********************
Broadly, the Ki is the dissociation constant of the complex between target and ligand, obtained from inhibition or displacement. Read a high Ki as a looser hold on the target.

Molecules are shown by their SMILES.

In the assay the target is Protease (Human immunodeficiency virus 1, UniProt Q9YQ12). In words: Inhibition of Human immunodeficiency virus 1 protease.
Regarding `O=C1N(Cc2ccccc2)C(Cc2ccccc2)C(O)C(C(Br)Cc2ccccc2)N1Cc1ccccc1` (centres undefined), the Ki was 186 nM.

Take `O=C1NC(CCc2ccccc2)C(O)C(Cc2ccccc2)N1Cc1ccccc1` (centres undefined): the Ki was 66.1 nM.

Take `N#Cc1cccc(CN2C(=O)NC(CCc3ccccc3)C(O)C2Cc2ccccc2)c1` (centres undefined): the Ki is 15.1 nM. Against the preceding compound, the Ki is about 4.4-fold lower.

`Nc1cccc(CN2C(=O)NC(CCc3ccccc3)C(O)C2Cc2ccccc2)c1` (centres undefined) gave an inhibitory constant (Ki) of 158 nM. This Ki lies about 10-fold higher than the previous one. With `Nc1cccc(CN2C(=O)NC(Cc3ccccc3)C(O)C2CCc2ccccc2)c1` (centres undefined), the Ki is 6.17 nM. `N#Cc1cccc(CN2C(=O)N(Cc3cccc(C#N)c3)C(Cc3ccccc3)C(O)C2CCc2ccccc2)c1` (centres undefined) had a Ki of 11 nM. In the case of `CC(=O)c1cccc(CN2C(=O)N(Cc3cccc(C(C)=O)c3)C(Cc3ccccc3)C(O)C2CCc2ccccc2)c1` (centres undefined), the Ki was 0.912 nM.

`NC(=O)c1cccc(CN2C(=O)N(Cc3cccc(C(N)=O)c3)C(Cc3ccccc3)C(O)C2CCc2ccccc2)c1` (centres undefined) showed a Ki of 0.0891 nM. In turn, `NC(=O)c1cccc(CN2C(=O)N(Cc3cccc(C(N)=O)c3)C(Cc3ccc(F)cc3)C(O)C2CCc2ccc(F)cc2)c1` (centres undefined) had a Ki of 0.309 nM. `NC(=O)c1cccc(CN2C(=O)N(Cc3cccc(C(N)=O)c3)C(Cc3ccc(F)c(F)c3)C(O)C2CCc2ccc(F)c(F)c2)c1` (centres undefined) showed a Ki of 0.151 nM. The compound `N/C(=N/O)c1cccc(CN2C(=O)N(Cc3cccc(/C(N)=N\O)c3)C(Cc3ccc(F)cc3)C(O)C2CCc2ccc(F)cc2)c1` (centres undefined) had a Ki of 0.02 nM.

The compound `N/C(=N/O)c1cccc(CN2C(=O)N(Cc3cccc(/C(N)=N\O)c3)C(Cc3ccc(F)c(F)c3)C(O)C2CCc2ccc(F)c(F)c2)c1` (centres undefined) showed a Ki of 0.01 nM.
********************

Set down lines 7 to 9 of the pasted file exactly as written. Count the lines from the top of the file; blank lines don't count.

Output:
`Nc1cccc(CN2C(=O)NC(CCc3ccccc3)C(O)C2Cc2ccccc2)c1` (centres undefined) gave an inhibitory constant (Ki) of 158 nM. This Ki lies about 10-fold higher than the previous one. With `Nc1cccc(CN2C(=O)NC(Cc3ccccc3)C(O)C2CCc2ccccc2)c1` (centres undefined), the Ki is 6.17 nM. `N#Cc1cccc(CN2C(=O)N(Cc3cccc(C#N)c3)C(Cc3ccccc3)C(O)C2CCc2ccccc2)c1` (centres undefined) had a Ki of 11 nM. In the case of `CC(=O)c1cccc(CN2C(=O)N(Cc3cccc(C(C)=O)c3)C(Cc3ccccc3)C(O)C2CCc2ccccc2)c1` (centres undefined), the Ki was 0.912 nM.

`NC(=O)c1cccc(CN2C(=O)N(Cc3cccc(C(N)=O)c3)C(Cc3ccccc3)C(O)C2CCc2ccccc2)c1` (centres undefined) showed a Ki of 0.0891 nM. In turn, `NC(=O)c1cccc(CN2C(=O)N(Cc3cccc(C(N)=O)c3)C(Cc3ccc(F)cc3)C(O)C2CCc2ccc(F)cc2)c1` (centres undefined) had a Ki of 0.309 nM. `NC(=O)c1cccc(CN2C(=O)N(Cc3cccc(C(N)=O)c3)C(Cc3ccc(F)c(F)c3)C(O)C2CCc2ccc(F)c(F)c2)c1` (centres undefined) showed a Ki of 0.151 nM. The compound `N/C(=N/O)c1cccc(CN2C(=O)N(Cc3cccc(/C(N)=N\O)c3)C(Cc3ccc(F)cc3)C(O)C2CCc2ccc(F)cc2)c1` (centres undefined) had a Ki of 0.02 nM.

The compound `N/C(=N/O)c1cccc(CN2C(=O)N(Cc3cccc(/C(N)=N\O)c3)C(Cc3ccc(F)c(F)c3)C(O)C2CCc2ccc(F)c(F)c2)c1` (centres undefined) showed a Ki of 0.01 nM.